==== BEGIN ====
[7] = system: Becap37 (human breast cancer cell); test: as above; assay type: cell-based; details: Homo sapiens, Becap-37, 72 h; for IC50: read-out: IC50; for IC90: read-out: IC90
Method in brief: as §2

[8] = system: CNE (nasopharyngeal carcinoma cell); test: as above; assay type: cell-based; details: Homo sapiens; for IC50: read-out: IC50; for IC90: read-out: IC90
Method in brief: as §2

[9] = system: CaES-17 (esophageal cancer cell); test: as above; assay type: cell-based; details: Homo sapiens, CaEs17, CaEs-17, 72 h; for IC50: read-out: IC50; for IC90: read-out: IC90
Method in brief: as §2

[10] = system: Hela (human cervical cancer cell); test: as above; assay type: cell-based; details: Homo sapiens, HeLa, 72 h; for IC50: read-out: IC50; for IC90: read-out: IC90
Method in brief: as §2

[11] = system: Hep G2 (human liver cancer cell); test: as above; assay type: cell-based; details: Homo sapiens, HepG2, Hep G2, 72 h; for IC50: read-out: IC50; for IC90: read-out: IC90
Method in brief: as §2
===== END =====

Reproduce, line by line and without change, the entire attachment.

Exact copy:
[7] = system: Becap37 (human breast cancer cell); test: as above; assay type: cell-based; details: Homo sapiens, Becap-37, 72 h; for IC50: read-out: IC50; for IC90: read-out: IC90
Method in brief: as §2

[8] = system: CNE (nasopharyngeal carcinoma cell); test: as above; assay type: cell-based; details: Homo sapiens; for IC50: read-out: IC50; for IC90: read-out: IC90
Method in brief: as §2

[9] = system: CaES-17 (esophageal cancer cell); test: as above; assay type: cell-based; details: Homo sapiens, CaEs17, CaEs-17, 72 h; for IC50: read-out: IC50; for IC90: read-out: IC90
Method in brief: as §2

[10] = system: Hela (human cervical cancer cell); test: as above; assay type: cell-based; details: Homo sapiens, HeLa, 72 h; for IC50: read-out: IC50; for IC90: read-out: IC90
Method in brief: as §2

[11] = system: Hep G2 (human liver cancer cell); test: as above; assay type: cell-based; details: Homo sapiens, HepG2, Hep G2, 72 h; for IC50: read-out: IC50; for IC90: read-out: IC90
Method in brief: as §2